Tight budgets continue to force business travelers to cut costs, including by using budget airlines now under renewed scrutiny in the aftermath of the recent disaster in Florida.
A newly released survey of travel managers found that in the last year, a little more than half had implemented policies requiring corporate travelers to use the lowest convenient air fare available or had imposed stiffer guidelines on finding the cheapest fares.
Requirements that business travelers seek or use the lowest convenient fares available have persisted for a number of years and appear to have become a fact of life, the survey from Runzheimer International, a consulting firm in Rochester, Wis., indicates.
The reasons are obvious.
A recent report from the Transportation Department found that one in seven passengers in the United States flew on low-fare airlines in 1995, and on average their tickets cost them $54 less for each trip.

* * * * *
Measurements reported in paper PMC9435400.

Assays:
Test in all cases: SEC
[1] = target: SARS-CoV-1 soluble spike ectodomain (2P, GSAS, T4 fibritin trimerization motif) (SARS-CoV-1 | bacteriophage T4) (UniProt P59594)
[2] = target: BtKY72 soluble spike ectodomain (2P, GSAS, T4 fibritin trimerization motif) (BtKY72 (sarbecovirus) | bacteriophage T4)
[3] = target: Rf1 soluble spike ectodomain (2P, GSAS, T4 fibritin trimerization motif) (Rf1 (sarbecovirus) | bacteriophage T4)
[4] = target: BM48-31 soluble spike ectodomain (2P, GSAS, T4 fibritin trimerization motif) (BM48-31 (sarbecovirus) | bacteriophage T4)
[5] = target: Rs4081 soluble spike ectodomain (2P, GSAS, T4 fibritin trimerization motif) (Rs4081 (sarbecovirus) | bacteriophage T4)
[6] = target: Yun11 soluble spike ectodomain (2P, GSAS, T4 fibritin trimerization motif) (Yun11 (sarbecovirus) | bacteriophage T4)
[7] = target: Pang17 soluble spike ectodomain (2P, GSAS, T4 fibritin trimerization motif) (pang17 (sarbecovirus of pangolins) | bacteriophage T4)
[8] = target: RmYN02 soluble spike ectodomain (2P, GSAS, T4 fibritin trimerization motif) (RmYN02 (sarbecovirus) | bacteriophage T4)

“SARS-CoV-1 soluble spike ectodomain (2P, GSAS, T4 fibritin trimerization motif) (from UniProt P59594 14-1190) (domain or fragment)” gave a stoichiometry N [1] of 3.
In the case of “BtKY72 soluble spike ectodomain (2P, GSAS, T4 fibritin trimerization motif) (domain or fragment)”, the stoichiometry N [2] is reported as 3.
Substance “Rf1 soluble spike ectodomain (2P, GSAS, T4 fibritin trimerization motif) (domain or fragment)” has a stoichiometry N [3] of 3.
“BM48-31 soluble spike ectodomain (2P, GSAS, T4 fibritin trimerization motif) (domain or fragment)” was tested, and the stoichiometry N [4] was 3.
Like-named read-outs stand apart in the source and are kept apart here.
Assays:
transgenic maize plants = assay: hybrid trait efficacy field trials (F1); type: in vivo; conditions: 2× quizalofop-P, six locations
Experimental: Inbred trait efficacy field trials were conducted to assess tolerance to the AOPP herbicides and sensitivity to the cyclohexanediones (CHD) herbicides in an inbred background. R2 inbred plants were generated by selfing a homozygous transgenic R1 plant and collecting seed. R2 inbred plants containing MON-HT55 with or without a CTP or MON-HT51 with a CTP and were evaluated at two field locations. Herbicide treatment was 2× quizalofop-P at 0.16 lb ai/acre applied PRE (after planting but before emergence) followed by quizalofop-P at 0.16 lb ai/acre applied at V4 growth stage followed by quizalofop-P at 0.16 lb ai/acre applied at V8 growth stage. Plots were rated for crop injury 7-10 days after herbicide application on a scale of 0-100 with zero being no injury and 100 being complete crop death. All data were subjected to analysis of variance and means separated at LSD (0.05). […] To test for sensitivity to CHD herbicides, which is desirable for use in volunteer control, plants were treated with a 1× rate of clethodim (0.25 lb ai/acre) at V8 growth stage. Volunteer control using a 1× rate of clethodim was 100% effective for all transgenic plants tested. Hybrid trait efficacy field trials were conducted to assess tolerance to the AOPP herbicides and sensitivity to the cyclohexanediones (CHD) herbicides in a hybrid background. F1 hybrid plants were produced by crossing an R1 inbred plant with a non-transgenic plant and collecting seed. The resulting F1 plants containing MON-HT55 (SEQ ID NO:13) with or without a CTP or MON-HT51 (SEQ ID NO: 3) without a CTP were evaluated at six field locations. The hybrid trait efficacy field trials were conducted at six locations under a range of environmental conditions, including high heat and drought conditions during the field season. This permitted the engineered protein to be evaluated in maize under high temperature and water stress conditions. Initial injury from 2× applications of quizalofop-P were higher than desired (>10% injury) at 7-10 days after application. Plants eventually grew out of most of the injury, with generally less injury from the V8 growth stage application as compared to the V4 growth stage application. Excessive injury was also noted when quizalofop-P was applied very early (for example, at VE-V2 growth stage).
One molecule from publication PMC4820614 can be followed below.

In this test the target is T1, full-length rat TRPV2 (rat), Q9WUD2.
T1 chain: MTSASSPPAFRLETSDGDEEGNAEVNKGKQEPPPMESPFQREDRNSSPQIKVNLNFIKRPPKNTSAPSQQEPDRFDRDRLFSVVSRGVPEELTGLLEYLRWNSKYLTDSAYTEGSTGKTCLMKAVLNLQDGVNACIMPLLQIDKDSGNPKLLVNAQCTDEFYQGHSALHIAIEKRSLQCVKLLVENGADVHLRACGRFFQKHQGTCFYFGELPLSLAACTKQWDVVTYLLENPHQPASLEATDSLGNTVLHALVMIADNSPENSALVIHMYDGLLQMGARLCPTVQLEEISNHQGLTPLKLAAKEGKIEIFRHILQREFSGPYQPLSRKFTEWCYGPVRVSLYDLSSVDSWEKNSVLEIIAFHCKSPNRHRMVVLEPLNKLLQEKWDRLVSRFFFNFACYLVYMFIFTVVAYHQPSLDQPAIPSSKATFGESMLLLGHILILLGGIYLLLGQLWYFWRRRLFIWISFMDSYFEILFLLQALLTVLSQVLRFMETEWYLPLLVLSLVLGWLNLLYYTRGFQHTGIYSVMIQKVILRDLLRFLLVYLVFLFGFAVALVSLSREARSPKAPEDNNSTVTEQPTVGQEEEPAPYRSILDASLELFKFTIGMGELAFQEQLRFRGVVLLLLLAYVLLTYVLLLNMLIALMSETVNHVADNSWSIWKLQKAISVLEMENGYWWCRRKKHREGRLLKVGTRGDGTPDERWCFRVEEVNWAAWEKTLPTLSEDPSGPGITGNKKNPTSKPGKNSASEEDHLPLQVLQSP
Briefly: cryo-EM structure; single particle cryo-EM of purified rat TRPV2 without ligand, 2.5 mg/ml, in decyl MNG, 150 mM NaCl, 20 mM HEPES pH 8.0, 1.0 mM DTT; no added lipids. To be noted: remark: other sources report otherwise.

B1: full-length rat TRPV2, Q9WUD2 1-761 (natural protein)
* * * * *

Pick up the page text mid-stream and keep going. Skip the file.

The study also indicates that of the 60 busiest cities in the United States, 53 were being served by low-cost airlines.
The airlines covered at the time the survey was conducted were Western Pacific, Vanguard, ValuJet, Southwest, Reno Air, Morris Air, Frontier, American Trans Air and Air South.
A recent CNN survey of travelers found that about two-thirds of those questioned said the ValuJet crash would not affect their use of low-cost carriers.
When it comes to travel policies, the word "convenient" carries a lot of weight. The lowest fare, for example, may involve use of an inconvenient airport or route, often giving travelers room to argue with their managers about money versus time and trouble.